Pacemaker and Industrial induction oven.


I recently got fitted with a Pacemaker at a young age. Everything went well with the operation etc. 

The only thing im currently worried about, is my work.

I work at a aluminium extrusion factory. We use industrial sized induction ovens to heat up the aluminium billets for further processing, there are 3 of these ovens and they are each about the same size as a small van ( Caddy etc.).

After doing some checking online, there does not seem to be that much research dealing with how much interference an industrial sized induction oven can do to a pacemaker. Do you guys have any tips?




Similar problems to MRI

by crustyg - 2020-10-08 07:42:33

I think you may well run into problems.  Everyone thinks of MRI and the 1.5Tesla (or stronger) magnet that could rip any ferromagnetic material out of your body.

Less often considered is the dual field - RF for excitation (what makes the electron spin change) and the powerful exploration magnetic field that provides a magnetic gradient that provides the location information => image.

An induction oven is using a powerful, varying magnetic field that induces current in the billets => heating.  Transformers do the same with induced voltages in the windings, and with a laminated iron core to *reduce* the size of the induced currents => less heating, less wasted energy.

The leads to your PM may well pick up very large voltages (tens or hundreds of millivolts) from the ovens which may a) swamp the amplifiers in your PM =>no heartbeat detected, b) appear as additional beats =>stop your PM pacing or trigger anti-arrhythmia actions.

I fear that you have one of the few jobs that isn't really suitable for a PM recipient.

But a *lot* depends on how close you are to the ovens.


by Ticky - 2020-10-08 07:52:26

Would be no problems atleast keeping a 2 meter distance at all times. 

Induction Ovens

by WazzA - 2020-10-08 08:54:28

I would certainly approach your Boss & Health & Safety Rep with your concerns. They won't want any incidents either :-)  

If there is a risk they would normally have signage warning of the dangers near the ovens etc.

As always NOT everything might be as it should be.

Good Luck & Err on the side of caution until you have answers.


by Ticky - 2020-10-08 09:24:00

Thank you all for answers.

There is signage of danger to PM. But there is not a clear answer how far the magnetic field expands. But after talking to my HR rep and safety leader, it seem they might go ahead and hire external people to measure all the relative fields.

Everything will probably work out:D

What a great employer!

by crustyg - 2020-10-08 10:03:23

Sounds very positive and a good sign of a great employer: it would be so simple for them to just get rid of you.

If you can, please do share with us any data that they collect about magnetic field strengths around the ovens: we have a couple of contributors who are either in the welding business (sometimes using portable generators for this) or have very large transformers/generators in their workplaces.  Traditional arc-welding is apparently the biggest problem, I believe.

Best wishes.

Industrial Induction Ovens

by AgentX86 - 2020-10-08 12:28:44

Certainly the best approach is a competent inspection of the EMI in the work area. The inspection must take into account the actual threats during normal operation and abnormal situations.

The fields here can be enormous and it's not localized to the oven itself. The power distribution system is also a problem. For many reasons, there is no "rule" about distance in this case. The area immediately around these massive ovens is in the "near-field" so it doesn't fall off as the distance squared. In fact, it doesn't fall of at all in the immediate area.  Add the distribution system and this could easily be a problem.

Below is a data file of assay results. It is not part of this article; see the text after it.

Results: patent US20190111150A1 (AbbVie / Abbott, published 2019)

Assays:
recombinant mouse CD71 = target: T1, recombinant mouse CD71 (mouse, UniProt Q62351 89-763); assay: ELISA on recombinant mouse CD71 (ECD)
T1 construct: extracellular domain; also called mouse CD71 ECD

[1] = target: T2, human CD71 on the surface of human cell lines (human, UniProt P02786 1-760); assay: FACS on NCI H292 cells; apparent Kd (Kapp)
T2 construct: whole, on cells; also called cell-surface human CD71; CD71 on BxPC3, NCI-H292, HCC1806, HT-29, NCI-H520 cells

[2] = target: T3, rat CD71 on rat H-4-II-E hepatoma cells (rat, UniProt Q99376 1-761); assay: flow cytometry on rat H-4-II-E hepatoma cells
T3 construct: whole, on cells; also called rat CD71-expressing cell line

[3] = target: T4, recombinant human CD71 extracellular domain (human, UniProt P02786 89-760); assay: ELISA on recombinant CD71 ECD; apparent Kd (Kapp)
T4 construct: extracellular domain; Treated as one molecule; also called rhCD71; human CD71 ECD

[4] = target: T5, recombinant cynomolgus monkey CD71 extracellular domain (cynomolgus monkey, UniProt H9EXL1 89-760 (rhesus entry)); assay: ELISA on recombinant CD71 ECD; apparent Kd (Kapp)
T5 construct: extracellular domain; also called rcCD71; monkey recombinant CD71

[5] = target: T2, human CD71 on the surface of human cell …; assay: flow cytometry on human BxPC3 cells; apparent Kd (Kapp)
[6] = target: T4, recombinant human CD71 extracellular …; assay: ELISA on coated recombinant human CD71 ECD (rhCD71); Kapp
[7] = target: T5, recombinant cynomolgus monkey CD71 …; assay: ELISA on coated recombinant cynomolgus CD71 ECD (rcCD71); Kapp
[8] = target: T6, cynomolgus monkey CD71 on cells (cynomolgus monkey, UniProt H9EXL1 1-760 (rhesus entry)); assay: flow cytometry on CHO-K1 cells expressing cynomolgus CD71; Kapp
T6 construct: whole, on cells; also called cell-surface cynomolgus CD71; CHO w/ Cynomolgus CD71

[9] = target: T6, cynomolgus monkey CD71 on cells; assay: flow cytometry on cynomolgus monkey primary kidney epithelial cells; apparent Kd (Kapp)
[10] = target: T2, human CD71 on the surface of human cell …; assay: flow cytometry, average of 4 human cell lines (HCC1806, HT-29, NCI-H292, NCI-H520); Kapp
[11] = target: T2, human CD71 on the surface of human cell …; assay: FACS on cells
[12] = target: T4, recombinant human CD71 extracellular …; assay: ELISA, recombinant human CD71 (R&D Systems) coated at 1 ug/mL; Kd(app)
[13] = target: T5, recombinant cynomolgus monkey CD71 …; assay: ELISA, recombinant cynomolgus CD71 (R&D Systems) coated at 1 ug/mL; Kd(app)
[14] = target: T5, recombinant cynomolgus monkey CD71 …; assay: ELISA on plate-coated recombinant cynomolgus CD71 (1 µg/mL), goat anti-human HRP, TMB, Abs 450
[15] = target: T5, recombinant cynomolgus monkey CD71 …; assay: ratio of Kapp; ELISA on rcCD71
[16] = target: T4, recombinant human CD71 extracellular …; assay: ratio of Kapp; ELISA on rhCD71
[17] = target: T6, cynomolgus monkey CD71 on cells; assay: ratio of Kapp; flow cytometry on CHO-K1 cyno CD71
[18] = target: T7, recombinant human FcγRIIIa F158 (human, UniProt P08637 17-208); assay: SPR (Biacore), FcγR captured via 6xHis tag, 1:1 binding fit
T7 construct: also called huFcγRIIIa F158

In a perfect world, these fields would mostly be contained within the oven but leakage from the oven, distribution system, transformers, and all, isn't zero. There may be abnormal circumstances where things could get very bad for those of us who rely on our pacemaker.

Yes, input from the occupational health organization is important but I'd absolutely involve my EP in on this decision. This isn't something to blow off.

similar deal

by dwelch - 2020-10-27 07:27:47

My employer at the time rented the equipment, back then the pacer companies were more open to questions and information, today they would simply say no you cant do that.  We took the measurements in my case I would have to be within inches of the equipment while it was operation which would be interesting at best to try as well as dangerous itself.  They put signage up, basically for me and I had done half the research on it. 

It is a valid concern, it needs to be researched if you want to keep doing that job, and if the employer is willing to put that effort then that is a good thing. 

At the end of the day if you need the pacer get the pacer if it will save or dramtically extend your life, get the pacer.  As sad as it may be you can get another job, either at that plant or elsewhere, a job which may or may not be a long term gig, isnt worth giving up your life for.  Pacer first, job second.  Try to tailgate and listen in on the folks that are doing the measurements, ask questions, get educated on your device and what you should avoid.  It really is almost nothing, but there are these rare situations with high EM fields that may or may not have the right characteristics to be risky.  Some may just confuse the device and you simply need to move out of the field, others may do damage, those are even more rare.

You know you're wired when...

Your device acts like a police scanner.

Member Quotes

I had a pacemaker when I was 11. I never once thought I wasn't a 'normal kid' nor was I ever treated differently because of it. I could do everything all my friends were doing; I just happened to have a battery attached to my heart to help it work.